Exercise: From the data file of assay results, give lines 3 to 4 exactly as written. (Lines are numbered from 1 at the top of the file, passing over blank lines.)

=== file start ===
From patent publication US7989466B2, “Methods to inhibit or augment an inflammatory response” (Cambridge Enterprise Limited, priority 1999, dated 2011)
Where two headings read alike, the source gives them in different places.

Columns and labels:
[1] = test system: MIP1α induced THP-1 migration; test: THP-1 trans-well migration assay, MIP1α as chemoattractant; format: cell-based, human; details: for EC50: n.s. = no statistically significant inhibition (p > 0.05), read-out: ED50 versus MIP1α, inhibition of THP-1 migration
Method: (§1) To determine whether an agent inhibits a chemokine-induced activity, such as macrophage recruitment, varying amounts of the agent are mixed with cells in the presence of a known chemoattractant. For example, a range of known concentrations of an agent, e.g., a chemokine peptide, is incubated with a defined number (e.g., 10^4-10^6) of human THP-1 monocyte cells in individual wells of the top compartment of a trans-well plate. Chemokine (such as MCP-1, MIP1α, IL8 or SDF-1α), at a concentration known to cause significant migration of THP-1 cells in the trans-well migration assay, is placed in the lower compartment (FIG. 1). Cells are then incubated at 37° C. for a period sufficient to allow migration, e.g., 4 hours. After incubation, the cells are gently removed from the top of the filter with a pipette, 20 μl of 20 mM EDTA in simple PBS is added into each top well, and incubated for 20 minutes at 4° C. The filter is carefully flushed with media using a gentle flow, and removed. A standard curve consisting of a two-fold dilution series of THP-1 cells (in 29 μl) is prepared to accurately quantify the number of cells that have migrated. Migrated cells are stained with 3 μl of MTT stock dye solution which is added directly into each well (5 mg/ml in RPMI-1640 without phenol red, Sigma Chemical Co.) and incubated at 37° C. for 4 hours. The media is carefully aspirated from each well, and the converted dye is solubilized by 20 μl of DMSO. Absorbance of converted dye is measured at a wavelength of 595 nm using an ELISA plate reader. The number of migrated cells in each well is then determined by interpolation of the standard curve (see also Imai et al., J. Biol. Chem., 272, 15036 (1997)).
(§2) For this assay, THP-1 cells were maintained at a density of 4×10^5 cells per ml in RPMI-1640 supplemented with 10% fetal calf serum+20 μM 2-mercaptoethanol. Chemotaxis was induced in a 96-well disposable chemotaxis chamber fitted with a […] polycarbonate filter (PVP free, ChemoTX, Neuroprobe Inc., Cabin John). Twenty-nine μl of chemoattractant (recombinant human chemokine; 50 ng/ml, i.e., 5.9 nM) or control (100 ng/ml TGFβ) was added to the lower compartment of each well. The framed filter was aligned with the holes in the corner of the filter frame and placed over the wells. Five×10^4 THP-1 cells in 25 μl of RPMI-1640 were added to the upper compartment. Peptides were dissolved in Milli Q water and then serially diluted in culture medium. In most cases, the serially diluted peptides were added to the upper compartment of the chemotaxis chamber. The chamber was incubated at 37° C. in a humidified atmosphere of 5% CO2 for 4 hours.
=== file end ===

Columns and labels:
[1] = test system: MIP1α induced THP-1 migration; test: THP-1 trans-well migration assay, MIP1α as chemoattractant; format: cell-based, human; details: for EC50: n.s. = no statistically significant inhibition (p > 0.05), read-out: ED50 versus MIP1α, inhibition of THP-1 migration